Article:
Is Boeing still building 767?

Is Boeing still building 767?

The Boeing 767 still has a few good years in front of it. But after 2028, its future becomes murky. For one thing, Boeing will finish building the 179 KC-46 tankers ordered by the U.S. Air Force around then.

Has Boeing 767 ever crashed?

On February 23, 2019, the Boeing 767-375ER(BCF) used for this flight crashed into Trinity Bay during approach into Houston, killing the two crew members and one passenger on board. The accident occurred near Anahuac, Texas, east of Houston, shortly before 12:45 CST (18:45 UTC)….Atlas Air Flight 3591.

Fatalities 3
Survivors 0

How many 767s are still flying?

The launch customer of the 767, United Airlines ordered 30 of the 767-200 before it had entered service. Becoming the first airline to operate the 767 in 1982, United Airlines now has 54 767s in its fleet. Currently, just 11 of its 767s are in operation, with over 40 grounded due to the ongoing pandemic.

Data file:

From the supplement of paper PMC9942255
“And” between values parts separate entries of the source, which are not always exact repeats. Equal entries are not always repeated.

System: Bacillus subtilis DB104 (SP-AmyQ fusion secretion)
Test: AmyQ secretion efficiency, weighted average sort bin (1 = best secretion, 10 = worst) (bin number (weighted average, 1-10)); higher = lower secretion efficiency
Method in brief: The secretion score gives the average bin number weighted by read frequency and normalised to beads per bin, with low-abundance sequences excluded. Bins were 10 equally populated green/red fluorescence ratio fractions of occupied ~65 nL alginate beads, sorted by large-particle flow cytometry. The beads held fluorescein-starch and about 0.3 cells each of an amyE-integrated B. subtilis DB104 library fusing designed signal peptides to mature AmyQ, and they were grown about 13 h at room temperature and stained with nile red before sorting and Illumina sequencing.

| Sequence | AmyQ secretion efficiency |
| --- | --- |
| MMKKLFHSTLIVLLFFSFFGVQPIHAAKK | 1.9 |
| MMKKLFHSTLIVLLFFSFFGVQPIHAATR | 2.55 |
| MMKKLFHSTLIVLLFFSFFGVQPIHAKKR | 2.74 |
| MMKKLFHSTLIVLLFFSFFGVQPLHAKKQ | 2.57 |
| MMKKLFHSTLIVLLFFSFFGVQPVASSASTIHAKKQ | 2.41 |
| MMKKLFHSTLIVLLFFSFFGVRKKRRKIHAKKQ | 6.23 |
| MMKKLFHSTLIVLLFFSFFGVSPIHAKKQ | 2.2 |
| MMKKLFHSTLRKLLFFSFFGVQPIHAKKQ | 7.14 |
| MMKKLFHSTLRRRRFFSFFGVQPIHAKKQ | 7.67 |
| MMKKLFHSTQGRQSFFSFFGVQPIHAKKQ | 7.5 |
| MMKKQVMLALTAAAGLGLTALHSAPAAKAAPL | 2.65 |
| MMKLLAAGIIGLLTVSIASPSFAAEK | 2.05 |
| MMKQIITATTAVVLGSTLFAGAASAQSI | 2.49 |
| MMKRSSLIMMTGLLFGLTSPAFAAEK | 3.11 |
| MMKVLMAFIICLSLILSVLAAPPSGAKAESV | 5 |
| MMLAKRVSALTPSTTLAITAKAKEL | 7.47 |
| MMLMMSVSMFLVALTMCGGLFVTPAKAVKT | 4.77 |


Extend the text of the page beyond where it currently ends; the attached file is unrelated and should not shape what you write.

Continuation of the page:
When did the Boeing 767X first come out?

The 767 was first introduced in 1982 with United Airlines debuting the airliner on its services. There was previously another proposed Boeing project under the moniker of 767X. This aircraft was first spoken of in 1986 and was to feature extended wings and a wider cabin.

Is there a freighter version of the Boeing 767?

The 767-300F, the production freighter version of the 767-300ER, entered service with UPS Airlines in 1995. The 767-300F can hold up to 24 standard 88-by-125-inch (220 by 320 cm) pallets on its main deck and up to 30 LD2 unit load devices on the lower deck, with a total cargo volume of 15,469 cubic feet (438 m 3).

What are the features of the Boeing 767-300?

Once activated, you’ll experience a high-tech on-demand entertainment system allowing you to start, stop, pause, rewind and fast-forward programming whenever you want. Intuitive and easy to use touch-screens control your programs. See the features of the B767-300 aircraft equipped with Seatback On-demand Entertainment.

Is the Boeing 767 x a replacement for the 737?

FlightGlobal notes that, if Boeing were to launch the 767-X instead of a new aircraft the cheap and low-risk product would allow financial and engineering resources to be poured into a future 737 replacement.